Bad Plan: Avalanche of Backlash Causes an Abrupt Reversal on Cyber Security Unit

A journalist writes a material as she watches a live telecast of the U.S. presidential election standing at portraits of Hillary Clinton, Donald Trump and Vladimir Putin in the Union Jack pub in Moscow, Russia, Wednesday, Nov. 9, 2016. Russia's lower house of parliament is applauding the election of Donald Trump as U.S. president. (AP Photo/Alexander Zemlianichenko)

Whatever happened with that previously floated notion of having lawyers screen Trump’s tweets?

This weekend would have probably been a good time to employ that method. Coming out of last week’s G20 Summit, and a sidebar meeting with Russian President Vladimir Putin that ran over the allotted time by several hours, the president tweeted out some outlandish garbage.


Most odious and ill-conceived would be his suggestion that he and Putin talked about forming a joint, U.S.-Russia cyber security unit.

That would be the equivalent of the fox and the hens forming a joint chick security unit.

In other words, a really, really bad idea.

The condemnation of said bad idea was swift, as Republican lawmakers quickly piled on, calling out the man who occasionally drifts into the Oval Office from his golf outings, for photo-ops.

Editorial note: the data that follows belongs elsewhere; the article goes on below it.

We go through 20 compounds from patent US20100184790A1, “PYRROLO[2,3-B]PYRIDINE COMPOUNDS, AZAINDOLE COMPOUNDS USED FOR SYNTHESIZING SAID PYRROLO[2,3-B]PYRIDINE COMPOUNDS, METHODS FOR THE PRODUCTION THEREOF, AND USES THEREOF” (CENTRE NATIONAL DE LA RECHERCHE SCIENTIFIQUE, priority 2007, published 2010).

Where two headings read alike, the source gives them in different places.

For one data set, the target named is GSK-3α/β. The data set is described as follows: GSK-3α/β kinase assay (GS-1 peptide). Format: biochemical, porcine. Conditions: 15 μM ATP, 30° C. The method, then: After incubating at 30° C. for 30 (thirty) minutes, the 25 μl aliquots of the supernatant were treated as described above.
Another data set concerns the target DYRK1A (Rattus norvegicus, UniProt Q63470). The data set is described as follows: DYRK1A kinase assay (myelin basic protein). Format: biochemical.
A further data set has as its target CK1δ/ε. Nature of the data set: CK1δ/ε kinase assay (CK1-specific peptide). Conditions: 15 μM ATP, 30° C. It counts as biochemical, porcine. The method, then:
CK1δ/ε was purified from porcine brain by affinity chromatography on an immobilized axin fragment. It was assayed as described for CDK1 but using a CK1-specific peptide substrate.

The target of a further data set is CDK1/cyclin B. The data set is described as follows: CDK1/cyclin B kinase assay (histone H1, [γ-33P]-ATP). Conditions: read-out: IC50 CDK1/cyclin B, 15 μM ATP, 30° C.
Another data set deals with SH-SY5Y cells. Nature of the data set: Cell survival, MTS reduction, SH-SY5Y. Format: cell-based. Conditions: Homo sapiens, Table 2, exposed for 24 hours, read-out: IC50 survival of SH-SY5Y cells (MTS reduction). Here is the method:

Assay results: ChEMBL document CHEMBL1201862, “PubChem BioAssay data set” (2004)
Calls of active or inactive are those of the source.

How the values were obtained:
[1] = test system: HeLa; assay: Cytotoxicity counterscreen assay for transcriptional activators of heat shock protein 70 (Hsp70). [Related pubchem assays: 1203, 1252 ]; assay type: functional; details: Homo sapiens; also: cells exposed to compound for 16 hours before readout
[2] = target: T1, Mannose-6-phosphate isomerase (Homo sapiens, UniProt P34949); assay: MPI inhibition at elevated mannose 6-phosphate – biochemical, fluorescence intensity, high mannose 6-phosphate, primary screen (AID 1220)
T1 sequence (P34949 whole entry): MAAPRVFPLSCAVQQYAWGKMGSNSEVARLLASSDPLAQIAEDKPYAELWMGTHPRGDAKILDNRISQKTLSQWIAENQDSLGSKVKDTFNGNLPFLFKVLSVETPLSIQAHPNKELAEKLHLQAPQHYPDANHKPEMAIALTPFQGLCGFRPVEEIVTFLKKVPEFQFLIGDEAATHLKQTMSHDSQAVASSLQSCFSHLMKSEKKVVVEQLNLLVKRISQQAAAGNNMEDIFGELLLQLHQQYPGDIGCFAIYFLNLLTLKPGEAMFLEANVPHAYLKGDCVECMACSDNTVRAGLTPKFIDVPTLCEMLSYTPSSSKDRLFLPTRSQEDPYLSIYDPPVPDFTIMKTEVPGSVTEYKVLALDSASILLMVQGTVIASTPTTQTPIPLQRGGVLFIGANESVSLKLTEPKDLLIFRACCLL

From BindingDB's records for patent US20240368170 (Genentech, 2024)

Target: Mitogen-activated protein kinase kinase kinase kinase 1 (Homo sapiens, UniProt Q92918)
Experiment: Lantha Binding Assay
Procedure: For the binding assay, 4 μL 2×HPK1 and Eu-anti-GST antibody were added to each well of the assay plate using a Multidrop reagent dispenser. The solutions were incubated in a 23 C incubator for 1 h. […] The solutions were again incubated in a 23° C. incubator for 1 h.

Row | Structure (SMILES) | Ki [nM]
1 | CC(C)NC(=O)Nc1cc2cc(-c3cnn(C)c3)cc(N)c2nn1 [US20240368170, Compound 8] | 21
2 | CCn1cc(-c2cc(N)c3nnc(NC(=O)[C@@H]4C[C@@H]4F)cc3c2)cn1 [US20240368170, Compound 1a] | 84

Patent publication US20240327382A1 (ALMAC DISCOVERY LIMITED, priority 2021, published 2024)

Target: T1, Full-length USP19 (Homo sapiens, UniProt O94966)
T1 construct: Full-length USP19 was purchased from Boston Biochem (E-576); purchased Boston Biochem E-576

By Sunday evening, however, somebody had apparently got in his ear, and convinced Trump that of all the things he could have tweeted out, tweeting to the world that we would be working on cyber security with the very people our intelligence community has charged with hacking into the Democratic National Committee emails and trying to influence the direction of a U.S. election didn’t make him look good.

It made him look gullible, actually.

He sent out a new tweet Sunday evening, disputing his own statement from earlier in the day.


It was a case of too little, too late.

While some of the reaction may be partisan-motivated, as there will always be those waiting to see the leader of the opposite party stumble (and let’s face it, the idea of joining with Russia on cyber security was a new level of fail), the earlier reactions by members of his own party are a clear indicator that Trump is floundering badly, when it comes to foreign diplomacy.

He’s got a few good people around him, and that includes our intelligence community. He needs to listen to them.


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